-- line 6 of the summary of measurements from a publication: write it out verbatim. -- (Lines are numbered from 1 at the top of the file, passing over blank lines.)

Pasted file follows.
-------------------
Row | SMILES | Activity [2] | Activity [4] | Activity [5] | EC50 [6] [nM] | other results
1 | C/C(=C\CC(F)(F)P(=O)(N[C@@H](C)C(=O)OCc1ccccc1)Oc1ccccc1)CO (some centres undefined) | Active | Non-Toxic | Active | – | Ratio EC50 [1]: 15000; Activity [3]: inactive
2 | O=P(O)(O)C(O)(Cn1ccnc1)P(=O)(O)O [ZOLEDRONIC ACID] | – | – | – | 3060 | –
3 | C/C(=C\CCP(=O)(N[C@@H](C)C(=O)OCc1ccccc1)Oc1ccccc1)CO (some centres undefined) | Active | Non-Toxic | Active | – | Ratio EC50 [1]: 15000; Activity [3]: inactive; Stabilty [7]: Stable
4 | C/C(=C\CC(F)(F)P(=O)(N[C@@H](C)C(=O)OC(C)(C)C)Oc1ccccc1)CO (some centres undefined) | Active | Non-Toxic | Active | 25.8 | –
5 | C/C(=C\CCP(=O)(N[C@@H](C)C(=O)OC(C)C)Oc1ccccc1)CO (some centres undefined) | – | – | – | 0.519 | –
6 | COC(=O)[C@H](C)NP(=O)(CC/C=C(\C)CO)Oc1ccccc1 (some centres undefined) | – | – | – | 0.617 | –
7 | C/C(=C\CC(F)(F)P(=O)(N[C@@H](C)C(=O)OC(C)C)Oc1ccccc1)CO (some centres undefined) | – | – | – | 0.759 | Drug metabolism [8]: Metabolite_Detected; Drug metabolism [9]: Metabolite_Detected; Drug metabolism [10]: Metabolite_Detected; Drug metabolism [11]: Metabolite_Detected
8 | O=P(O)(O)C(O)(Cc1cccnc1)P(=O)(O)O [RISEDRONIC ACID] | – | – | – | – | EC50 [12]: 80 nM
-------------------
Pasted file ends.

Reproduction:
5 | C/C(=C\CCP(=O)(N[C@@H](C)C(=O)OC(C)C)Oc1ccccc1)CO (some centres undefined) | – | – | – | 0.519 | –